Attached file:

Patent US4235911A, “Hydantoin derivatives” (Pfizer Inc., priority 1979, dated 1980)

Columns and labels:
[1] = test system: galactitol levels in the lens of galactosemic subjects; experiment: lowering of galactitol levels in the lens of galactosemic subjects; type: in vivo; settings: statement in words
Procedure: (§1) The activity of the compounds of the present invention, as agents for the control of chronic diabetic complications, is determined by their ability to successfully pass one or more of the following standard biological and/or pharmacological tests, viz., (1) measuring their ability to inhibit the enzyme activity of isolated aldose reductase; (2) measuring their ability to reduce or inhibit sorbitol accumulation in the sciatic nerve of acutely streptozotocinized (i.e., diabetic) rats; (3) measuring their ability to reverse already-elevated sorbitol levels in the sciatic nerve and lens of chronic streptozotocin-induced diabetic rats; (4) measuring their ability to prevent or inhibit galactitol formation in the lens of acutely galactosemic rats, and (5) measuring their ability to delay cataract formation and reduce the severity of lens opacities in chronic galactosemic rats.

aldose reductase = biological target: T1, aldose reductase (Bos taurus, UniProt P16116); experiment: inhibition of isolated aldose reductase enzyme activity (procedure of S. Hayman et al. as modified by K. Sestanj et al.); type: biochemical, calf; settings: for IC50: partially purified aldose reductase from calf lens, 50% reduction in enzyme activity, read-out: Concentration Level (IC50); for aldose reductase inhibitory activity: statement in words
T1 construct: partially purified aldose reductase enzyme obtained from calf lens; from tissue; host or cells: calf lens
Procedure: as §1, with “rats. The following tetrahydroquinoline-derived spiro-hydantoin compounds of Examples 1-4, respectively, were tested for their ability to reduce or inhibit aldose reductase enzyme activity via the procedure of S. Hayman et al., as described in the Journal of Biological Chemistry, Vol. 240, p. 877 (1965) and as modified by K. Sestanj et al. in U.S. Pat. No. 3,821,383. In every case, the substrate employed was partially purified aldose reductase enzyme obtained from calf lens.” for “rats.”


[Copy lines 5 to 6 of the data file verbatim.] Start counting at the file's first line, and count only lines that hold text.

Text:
aldose reductase = biological target: T1, aldose reductase (Bos taurus, UniProt P16116); experiment: inhibition of isolated aldose reductase enzyme activity (procedure of S. Hayman et al. as modified by K. Sestanj et al.); type: biochemical, calf; settings: for IC50: partially purified aldose reductase from calf lens, 50% reduction in enzyme activity, read-out: Concentration Level (IC50); for aldose reductase inhibitory activity: statement in words
T1 construct: partially purified aldose reductase enzyme obtained from calf lens; from tissue; host or cells: calf lens